Sweet Success! article in Vermont Life magazine

One of our favorite magazines, Vermont Life, interviewed us to learn more about our Cajeta.

Sweet Success!

“Now with 34 goats, the company’s handcrafted chèvre is distributed to about 30 restaurants and stores, and its Mexican-style caramel won first place in the 2009 American Goat Dairy Association’s Confections division.”

Pick up a copy of Vermont Life, Autumn 2010, Vol. LXV, No. 1, The Working Landscape – “Sweet Success!” (pp 62-64).

Fat Toad Farm appears in Japan!

Well at least in this Japanese food magazine The Cuisine Magazine. We’re not exactly sure what it says but it’s in the “World Topics” section and seems to be favorable (a transalation would be welcome).

You can pick up a copy and read it for yourself: The Cuisine Magazine, August 2010.

The Times Argus article on Floating Bridge Food & Farms

In Brookfield, a new vision and cooperation for farm to table

“The co-op is a 15-member group that is organized from the ground up to the cooked-up. It includes farms and small producers of agricultural products, a fine dining restaurant and a natural foods retreat, as well as several small lodging choices around Brookfield, Randolph Center and Northfield. It includes an interactive website, a blog, and package vacations and events designed to showcase e farm and food experience in this scenic and rural part of Vermont.”

Read more of the article here.

Learn more about Floating Bridge Food & Farms here.

The Egg Nest

Check out this recipe in The Burlington Free Press

This time of year we are spending much of our free time in the kitchen preserving food. Our standbys include dozens of tubs of pesto, blackberry jam, frozen blackberries, pickled beets, and frozen corn. We are experimenting this year with some pickled carrots and frozen cabbage. Our neighbor blanches whole cabbage leaves and freezes them. He takes them out of the freezer in the winter and uses them for wraps of all sorts. The garden itself is on a roll and needs very little maintenance at this point except for constant harvesting of squash, zucchini and cucumbers. The garlic and onions have been harvested and are now curing up in the shed. We are waiting a little bit longer for the potatoes to be harvested for storage but in the meanwhile we are eating lots of them fresh. The question when we come into the house at night to make dinner is what do we do with bushels of vegetables in the kitchen?  Often we will throw everything together with a little olive oil and sea salt in a large aluminum container and put in on the grill for an hour. My other favorite way of grilling veggies is to put them in individual tinfoil wraps. Below is a recipe for ‘the nest’, which uses lots of farm fresh veggies, eggs and cheese.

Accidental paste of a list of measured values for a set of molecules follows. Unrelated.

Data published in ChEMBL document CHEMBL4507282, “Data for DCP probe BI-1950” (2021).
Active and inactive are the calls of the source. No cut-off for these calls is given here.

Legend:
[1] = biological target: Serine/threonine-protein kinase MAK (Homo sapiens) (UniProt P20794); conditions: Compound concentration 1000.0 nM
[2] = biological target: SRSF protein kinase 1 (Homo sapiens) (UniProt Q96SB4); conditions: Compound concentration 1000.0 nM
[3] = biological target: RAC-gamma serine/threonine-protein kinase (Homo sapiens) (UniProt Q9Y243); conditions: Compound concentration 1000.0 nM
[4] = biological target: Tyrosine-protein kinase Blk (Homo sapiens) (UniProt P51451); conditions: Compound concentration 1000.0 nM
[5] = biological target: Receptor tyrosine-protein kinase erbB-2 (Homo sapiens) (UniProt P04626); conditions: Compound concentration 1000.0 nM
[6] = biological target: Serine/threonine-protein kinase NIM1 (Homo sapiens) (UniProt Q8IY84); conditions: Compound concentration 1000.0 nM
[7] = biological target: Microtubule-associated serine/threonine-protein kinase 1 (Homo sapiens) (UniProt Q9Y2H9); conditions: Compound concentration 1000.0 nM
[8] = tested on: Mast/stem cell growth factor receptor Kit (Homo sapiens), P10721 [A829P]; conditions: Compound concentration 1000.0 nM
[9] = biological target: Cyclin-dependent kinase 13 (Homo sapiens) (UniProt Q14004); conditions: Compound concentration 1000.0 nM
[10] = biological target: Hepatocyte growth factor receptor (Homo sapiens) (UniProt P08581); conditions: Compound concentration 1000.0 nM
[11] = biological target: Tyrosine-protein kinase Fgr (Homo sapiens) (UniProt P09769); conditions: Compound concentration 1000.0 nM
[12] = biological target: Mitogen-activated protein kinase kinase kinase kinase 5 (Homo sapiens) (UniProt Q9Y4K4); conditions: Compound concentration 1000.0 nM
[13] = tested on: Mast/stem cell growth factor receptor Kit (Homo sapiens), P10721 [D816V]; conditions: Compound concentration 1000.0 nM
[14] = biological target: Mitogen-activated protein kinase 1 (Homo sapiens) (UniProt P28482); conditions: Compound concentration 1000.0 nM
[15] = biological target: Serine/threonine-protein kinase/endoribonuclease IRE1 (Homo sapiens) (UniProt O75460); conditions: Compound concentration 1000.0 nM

Preparation Time: 10 minutes

Cook Time: 30 minutes

Servings: 4

Ingredients

3 large potatoes

5 young small carrots (or 2 large ones)

1 large white onion

1 small yellow squash

3-5 Tbsp olive oil

1 Tbsp sea salt

½ a bunch of swiss chard

4 oz cheddar cheese (this can also vary, I have used fresh goat cheese and it’s great!)

4 eggs  (local)

Vegetables wrapped in tinfoil

Note: You can vary the type of vegetables you use in this recipe a fair amount depending on what is available but I would recommend sticking with a potato base.

Dice potatoes, carrots, onions and squash into ½ inch cubes. Chop chard stems into ½ inch and cut leaves into small pieces about ½ inch. Place chopped vegetables in large bowl and toss with olive oil and sea salt. Using tinfoil about 1 foot in length, pour about ¼ of the mixture into the middle. Bring each corner of the tinfoil to the middle one at a time, folding edges together as you go. Make sure tinfoil meets in the middle and can be folded shut. The goal is to seal the foil completely so that the hot air does not escape when you are grilling. Repeat this with the rest of the mixture. You should end up with 4 ‘nests’. Place nests on grill over medium heat for 25 minutes or until potatoes are fully cooked. At ten minutes give each bag a good shake so the bottoms don’t burn. At 25 minutes unwrap bags. Using a fork or spoon clear out a space in the middle of the vegetables. Crack an egg in the middle then sprinkle cheese around the sides. Seal bags back together and put back on grill. Watch closely for the next few minutes and take them off the grill when the eggs are done to your liking and the cheese is melted. I like the eggs done over-easy because then the yolk mixes in with the vegetables. Unroll tops and roll under sides to create a small dish and serve hot on a plate or on the side.  The nest is yummy served with fresh corn on the cob rolled in chipotle mayonnaise and an heirloom tomato salad with basil and olive oil.

Other combination suggestions:

Potato, rosemary and garlic

Potato, carrot and parsley

Potato, beet, kale and chevre